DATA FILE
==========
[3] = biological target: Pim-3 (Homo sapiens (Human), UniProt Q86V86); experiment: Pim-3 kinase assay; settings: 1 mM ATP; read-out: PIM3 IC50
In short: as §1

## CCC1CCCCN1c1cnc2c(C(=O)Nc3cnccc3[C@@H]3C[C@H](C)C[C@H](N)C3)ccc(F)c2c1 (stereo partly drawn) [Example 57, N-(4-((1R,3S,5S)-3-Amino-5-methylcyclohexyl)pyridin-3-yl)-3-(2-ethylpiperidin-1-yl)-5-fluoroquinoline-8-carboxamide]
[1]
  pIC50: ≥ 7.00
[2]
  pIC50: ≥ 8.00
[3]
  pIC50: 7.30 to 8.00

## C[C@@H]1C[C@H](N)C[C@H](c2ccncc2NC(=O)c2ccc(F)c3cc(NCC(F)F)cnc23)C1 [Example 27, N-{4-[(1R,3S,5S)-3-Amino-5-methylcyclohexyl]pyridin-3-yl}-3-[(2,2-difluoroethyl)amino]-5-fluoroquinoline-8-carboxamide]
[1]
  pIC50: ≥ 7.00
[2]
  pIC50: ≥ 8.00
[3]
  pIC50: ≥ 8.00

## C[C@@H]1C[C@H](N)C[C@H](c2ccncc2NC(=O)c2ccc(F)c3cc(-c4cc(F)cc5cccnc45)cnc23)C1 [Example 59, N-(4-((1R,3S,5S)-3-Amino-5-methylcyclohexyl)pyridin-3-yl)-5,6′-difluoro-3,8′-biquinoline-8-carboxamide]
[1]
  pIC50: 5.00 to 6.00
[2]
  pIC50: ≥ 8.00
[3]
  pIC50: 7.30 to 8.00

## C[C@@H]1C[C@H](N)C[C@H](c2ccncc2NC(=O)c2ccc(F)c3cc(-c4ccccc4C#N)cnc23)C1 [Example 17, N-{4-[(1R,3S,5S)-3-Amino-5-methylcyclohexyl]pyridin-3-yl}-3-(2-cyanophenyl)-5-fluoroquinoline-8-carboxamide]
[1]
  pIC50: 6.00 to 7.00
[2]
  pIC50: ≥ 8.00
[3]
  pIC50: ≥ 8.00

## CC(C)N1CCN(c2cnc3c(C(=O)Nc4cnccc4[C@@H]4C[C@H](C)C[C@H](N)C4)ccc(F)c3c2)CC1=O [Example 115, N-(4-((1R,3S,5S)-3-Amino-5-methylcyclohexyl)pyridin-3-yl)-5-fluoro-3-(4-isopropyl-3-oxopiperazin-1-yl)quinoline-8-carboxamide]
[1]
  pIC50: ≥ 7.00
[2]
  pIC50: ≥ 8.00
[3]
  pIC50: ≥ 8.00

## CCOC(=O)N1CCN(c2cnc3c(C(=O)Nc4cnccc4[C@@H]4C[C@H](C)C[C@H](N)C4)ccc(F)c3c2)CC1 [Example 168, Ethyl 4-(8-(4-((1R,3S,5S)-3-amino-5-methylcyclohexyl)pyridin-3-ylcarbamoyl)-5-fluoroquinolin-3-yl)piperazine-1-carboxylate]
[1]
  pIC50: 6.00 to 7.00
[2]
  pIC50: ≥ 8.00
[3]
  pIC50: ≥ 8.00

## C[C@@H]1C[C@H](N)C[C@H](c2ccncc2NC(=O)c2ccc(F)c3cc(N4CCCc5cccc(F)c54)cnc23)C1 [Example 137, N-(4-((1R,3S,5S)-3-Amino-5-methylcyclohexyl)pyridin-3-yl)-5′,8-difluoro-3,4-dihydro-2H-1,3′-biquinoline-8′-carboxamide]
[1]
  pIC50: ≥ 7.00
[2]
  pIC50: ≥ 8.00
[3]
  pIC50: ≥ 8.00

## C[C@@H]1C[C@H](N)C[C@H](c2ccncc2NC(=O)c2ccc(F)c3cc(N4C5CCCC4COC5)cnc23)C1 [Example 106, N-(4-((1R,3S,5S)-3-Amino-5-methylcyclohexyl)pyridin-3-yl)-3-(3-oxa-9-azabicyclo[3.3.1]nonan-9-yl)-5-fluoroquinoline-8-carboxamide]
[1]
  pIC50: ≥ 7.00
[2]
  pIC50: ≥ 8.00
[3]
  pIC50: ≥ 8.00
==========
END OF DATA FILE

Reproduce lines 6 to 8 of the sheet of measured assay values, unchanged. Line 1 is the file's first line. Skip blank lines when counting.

[2]
  pIC50: ≥ 8.00
[3]